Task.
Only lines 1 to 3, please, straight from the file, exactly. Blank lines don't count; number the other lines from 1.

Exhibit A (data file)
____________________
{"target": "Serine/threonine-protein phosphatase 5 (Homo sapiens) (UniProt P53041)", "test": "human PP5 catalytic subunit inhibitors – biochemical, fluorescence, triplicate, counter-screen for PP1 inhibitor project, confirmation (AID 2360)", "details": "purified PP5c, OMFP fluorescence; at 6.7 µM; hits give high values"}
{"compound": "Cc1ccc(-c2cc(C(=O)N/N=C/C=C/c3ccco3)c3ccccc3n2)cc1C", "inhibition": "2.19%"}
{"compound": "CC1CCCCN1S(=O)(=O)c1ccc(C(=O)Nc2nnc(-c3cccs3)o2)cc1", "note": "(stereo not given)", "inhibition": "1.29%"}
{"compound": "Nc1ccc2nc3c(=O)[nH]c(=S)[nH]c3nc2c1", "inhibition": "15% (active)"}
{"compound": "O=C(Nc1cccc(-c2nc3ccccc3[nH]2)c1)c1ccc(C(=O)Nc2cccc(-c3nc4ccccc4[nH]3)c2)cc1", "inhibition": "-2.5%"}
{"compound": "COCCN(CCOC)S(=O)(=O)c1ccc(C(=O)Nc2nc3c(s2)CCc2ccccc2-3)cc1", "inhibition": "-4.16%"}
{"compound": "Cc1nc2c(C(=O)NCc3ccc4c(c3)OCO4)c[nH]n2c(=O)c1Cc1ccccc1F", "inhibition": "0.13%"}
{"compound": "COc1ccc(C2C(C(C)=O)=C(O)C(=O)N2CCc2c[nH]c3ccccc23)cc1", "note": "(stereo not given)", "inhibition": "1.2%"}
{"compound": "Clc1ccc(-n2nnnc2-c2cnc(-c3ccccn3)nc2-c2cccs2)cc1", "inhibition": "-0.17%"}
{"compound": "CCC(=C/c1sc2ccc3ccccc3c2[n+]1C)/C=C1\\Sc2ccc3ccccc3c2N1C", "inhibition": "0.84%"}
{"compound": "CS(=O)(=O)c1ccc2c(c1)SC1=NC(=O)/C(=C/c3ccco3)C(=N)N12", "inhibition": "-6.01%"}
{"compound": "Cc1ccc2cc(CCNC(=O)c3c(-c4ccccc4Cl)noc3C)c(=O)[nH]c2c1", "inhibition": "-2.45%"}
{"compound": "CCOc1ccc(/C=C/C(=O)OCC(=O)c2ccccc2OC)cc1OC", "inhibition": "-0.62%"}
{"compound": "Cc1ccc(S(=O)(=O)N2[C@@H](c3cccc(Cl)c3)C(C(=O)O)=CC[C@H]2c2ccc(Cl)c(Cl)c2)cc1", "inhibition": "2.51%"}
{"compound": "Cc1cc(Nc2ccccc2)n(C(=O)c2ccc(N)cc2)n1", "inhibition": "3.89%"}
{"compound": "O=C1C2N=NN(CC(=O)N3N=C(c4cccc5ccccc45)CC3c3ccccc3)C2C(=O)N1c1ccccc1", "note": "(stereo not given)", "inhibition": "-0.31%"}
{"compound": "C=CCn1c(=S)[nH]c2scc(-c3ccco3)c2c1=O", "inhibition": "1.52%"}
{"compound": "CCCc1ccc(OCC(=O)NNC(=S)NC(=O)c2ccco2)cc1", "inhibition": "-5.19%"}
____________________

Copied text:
{"target": "Serine/threonine-protein phosphatase 5 (Homo sapiens) (UniProt P53041)", "test": "human PP5 catalytic subunit inhibitors – biochemical, fluorescence, triplicate, counter-screen for PP1 inhibitor project, confirmation (AID 2360)", "details": "purified PP5c, OMFP fluorescence; at 6.7 µM; hits give high values"}
{"compound": "Cc1ccc(-c2cc(C(=O)N/N=C/C=C/c3ccco3)c3ccccc3n2)cc1C", "inhibition": "2.19%"}
{"compound": "CC1CCCCN1S(=O)(=O)c1ccc(C(=O)Nc2nnc(-c3cccs3)o2)cc1", "note": "(stereo not given)", "inhibition": "1.29%"}